– If you can’t get the comedy right in an action comedy, you will have one boring film, and that’s what we’re left with here. The humor in this film isn’t just bad, it’s downright humiliating, throwing out a combination of god awful puns and animated delivery of dialogue that never feels authentic or earned. I managed to remember my two most offensive puns because they burned in my memory like a childhood trauma. The first involves Kunis character holding up a severed thumb with Mckinnon chiming in “Thumbs up”. The second, and one that gave me hard edge proof that God doesn’t exist, is a scene with Mckinnon dressed in an awful ensemble, and Kunis says to her “You look like a French curtain”, to which Mckinnon replies “Because I can hanggggg”.
– Too many twists. While you can easily predict where this story is headed, you find yourself weighed down heavily by the ridiculousness in ever-changing scenarios that don’t make sense the more you think about them. This is a 107 minute movie that shouldn’t be a minute over 90, especially when you consider that so much of the second and third acts revolve around the tables turning multiple times, diminishing the returns and shock value greatly, because the film goes to this well too many times.
– The ladies begin their foreign adventure after taking a flight from Los Angeles. The problem is that they do it spontaneously, so on the very hour that they are flying out, they not only manage to easily navigate their way through the busiest airport in the country, but also manage to find two tickets next to each other for a flight that is minutes away. Imagine the coincidence. I certainly can’t.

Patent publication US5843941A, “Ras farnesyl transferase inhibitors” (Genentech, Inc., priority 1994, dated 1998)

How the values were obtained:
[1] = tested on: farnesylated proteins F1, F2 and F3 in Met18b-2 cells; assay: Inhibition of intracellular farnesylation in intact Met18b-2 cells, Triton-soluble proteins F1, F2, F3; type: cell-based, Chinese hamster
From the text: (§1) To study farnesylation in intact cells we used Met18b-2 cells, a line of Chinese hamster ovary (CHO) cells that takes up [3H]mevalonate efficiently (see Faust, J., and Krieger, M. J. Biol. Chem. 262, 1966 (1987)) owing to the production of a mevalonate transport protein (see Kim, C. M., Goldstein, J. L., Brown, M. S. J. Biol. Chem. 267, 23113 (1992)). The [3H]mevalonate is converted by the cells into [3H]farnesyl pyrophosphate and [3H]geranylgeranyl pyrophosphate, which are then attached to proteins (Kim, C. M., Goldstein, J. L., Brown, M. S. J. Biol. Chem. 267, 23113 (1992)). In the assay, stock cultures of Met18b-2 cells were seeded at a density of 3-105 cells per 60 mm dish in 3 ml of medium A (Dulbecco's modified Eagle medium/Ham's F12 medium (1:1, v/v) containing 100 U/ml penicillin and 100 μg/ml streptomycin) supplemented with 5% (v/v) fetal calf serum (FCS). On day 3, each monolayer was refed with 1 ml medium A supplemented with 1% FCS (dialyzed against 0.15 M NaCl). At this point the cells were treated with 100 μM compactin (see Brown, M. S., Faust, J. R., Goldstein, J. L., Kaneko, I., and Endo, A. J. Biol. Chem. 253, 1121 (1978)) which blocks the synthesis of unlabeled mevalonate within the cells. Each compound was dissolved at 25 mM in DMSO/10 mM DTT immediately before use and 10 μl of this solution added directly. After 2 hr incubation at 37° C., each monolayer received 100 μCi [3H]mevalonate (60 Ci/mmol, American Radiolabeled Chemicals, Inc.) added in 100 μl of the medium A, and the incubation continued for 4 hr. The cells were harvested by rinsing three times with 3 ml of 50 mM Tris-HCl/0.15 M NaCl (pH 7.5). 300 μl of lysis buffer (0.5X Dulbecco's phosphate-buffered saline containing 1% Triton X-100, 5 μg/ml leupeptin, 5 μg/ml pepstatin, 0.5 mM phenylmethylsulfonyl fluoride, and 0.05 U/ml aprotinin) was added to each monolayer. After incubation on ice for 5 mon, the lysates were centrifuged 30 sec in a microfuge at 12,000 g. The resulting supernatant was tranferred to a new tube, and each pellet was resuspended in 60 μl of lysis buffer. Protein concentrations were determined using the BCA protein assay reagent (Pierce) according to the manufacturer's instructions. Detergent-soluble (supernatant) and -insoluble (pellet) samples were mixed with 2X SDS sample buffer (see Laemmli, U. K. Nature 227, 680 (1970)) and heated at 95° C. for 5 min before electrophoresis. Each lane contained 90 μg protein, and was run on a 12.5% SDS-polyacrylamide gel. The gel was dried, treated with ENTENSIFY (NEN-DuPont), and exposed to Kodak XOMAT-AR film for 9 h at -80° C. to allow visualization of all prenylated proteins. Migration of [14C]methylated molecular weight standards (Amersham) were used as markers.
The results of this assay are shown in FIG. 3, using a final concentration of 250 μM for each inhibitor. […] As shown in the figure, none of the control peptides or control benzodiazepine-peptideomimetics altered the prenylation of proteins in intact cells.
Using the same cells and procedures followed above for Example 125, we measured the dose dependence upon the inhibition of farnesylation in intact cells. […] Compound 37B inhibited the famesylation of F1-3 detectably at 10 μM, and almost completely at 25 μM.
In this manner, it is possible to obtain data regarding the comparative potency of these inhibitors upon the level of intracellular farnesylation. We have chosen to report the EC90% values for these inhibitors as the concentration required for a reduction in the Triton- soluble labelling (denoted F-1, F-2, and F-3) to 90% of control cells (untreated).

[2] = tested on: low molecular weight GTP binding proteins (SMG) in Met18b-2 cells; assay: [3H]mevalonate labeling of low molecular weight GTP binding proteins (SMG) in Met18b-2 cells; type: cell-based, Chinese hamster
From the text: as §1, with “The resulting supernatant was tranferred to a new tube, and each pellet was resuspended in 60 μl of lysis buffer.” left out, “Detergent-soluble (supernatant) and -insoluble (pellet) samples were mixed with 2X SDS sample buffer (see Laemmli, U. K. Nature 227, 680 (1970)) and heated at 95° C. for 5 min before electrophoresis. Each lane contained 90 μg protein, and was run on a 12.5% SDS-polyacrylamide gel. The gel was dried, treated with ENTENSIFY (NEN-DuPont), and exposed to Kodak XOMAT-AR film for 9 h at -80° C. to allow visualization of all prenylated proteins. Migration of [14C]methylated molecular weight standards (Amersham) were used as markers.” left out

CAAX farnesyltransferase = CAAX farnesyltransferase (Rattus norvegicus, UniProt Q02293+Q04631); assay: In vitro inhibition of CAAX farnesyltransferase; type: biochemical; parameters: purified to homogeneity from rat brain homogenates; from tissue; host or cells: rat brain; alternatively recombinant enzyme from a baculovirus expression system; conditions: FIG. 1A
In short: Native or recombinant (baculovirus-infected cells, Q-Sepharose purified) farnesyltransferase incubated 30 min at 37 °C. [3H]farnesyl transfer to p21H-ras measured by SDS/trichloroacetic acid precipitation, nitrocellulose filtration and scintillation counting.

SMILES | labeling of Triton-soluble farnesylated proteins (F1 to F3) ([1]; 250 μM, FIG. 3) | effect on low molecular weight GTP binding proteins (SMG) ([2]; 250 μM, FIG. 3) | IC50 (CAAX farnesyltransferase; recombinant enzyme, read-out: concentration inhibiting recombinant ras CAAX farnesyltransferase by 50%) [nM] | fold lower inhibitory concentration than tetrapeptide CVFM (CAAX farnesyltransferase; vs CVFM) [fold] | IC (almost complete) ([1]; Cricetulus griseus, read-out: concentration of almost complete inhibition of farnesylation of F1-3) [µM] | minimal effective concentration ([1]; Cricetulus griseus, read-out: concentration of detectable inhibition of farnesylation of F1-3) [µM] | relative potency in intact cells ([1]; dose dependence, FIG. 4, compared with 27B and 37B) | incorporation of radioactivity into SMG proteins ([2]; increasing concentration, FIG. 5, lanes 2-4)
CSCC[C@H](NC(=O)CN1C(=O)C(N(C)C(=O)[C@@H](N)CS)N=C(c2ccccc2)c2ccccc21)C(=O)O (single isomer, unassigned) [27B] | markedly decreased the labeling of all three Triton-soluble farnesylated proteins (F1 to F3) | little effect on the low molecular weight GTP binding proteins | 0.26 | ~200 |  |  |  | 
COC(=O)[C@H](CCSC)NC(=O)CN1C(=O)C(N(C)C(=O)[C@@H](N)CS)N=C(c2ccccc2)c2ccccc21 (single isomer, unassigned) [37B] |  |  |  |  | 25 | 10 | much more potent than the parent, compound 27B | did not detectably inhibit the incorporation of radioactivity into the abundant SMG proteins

– My biggest problem with the casting of Kunis and Mckinnon isn’t so much that they lack any kind of chemistry between them, but rather how unconvincing they both feel in these particular roles. As characters, these are any typical woman disappointed by life and the curves that it continuously throws. Because the film is in a hurry during the first act, we are never offered a shade of depth or development between them that makes you empathize with their danger or at the very least Kunis’s on-screen break-up (That amazingly enough we never see). Kunis and Mckinnon never make the roles their own, and it leads you to believe that any two leading ladies in Hollywood could easily come in and do as good, if not a better, job than these two.
– Noticeably negative production aspects. The Green-screen backdrops during the driving sequences make the outline of the characters stick out like a third-dimension, and the A.D.R is some of the most glaring lack of fluidity that I have seen in 2018. On the latter, there’s a lot of over-the-shoulder shots, and when these happen the volume of the dialogue increases dramatically where it doesn’t feel synthetic with that of the actor they are conversing with. This is just sloppy post production all around, and proves just how much passion was put into a project that serves as nothing but a cheap manipulation for female audience members to spend their money to support girl power.